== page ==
Importantly, management of anemia is very important to the survival rate of congestive cardiac patients. With inability of the myocardium to pump blood into end tissue manifestations of poor blood supply to these areas would be evident as a direct result of heart congestive heart failure. Consequently, treatment with parenteral iron has revealed great improvement in survival rates as well as quality of life (McMurray & Pfeffer, 2010).
Nursing Evidence based Practice
Aronow, Rich and Ahmed (2012) conducted an observational research pertaining to In-Hospital Cardiology Consultation and Evidence- Based Care for Nursing Home Residents with Heart Failure. Their objective was to discover ‘ the association between cardiology consultation and evidence-based care for nursing home (NH) residents with heart failure (HF)’ (Aronow, Rich & Ahmed, 2012, p 2). These researchers sampled 646 nursing home residents discharged from 106 hospitals located in Alabama with a diagnosis of congestive heart failure during 1998-2001(Aronow et. al, 2012).
Left Ventricular Ejection Fraction (LVEF) Assessment according to these researchers is used for determining application of evidence based therapy. It was discovered that nursing home patients did not receive adequate cardiology consultation neither Left Ventricular Ejection Fraction (LVEF) Assessment. Consequently, evidence based care for congestive heart failure care was not administered to them (Aronow et. al, 2012).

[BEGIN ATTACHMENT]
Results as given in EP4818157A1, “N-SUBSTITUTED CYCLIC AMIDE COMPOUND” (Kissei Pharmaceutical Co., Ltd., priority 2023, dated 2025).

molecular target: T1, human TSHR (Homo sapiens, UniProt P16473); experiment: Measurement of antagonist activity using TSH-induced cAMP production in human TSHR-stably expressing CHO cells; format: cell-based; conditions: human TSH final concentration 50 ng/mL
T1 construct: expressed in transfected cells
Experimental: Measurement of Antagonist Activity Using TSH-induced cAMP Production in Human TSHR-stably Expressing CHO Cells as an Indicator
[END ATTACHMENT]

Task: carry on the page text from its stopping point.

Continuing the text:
The conclusions emerging from this study indicates that congestive cardiac nursing home (NH) residents happen to be a distinct subset of heart failure patients. There is very limited evidence to guide to their therapy due to insufficient Left Ventricular Ejection Fraction (LVEF) Assessment. Consequently, clinicians functioning in nursing home environments caring for congestive heart failure residents ought to individualize therapy. They also cited that this may be the explanation for residents in nursing homes noncompliance with Therapuetic interventions (Aronow et. al, 2012).